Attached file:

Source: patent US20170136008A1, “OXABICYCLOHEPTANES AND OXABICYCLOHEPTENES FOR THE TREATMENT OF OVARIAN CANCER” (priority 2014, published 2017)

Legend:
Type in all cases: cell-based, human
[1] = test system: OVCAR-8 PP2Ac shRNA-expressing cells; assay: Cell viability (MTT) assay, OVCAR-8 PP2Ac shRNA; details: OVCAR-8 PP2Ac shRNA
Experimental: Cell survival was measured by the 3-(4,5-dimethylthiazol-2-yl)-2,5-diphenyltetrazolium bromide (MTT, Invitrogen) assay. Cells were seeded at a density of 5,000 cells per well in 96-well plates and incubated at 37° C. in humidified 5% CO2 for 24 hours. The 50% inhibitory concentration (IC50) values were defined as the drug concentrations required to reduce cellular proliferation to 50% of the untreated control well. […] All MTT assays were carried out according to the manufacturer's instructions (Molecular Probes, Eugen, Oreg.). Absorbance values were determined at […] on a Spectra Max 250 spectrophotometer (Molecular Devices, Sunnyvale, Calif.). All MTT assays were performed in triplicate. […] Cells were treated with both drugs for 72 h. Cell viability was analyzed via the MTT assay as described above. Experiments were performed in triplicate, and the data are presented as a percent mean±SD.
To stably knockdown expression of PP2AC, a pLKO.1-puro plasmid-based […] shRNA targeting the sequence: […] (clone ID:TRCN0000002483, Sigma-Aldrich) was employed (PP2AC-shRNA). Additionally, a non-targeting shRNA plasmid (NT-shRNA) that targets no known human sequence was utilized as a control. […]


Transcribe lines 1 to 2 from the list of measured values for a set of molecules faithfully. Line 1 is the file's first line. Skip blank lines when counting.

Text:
Source: patent US20170136008A1, “OXABICYCLOHEPTANES AND OXABICYCLOHEPTENES FOR THE TREATMENT OF OVARIAN CANCER” (priority 2014, published 2017)

Legend: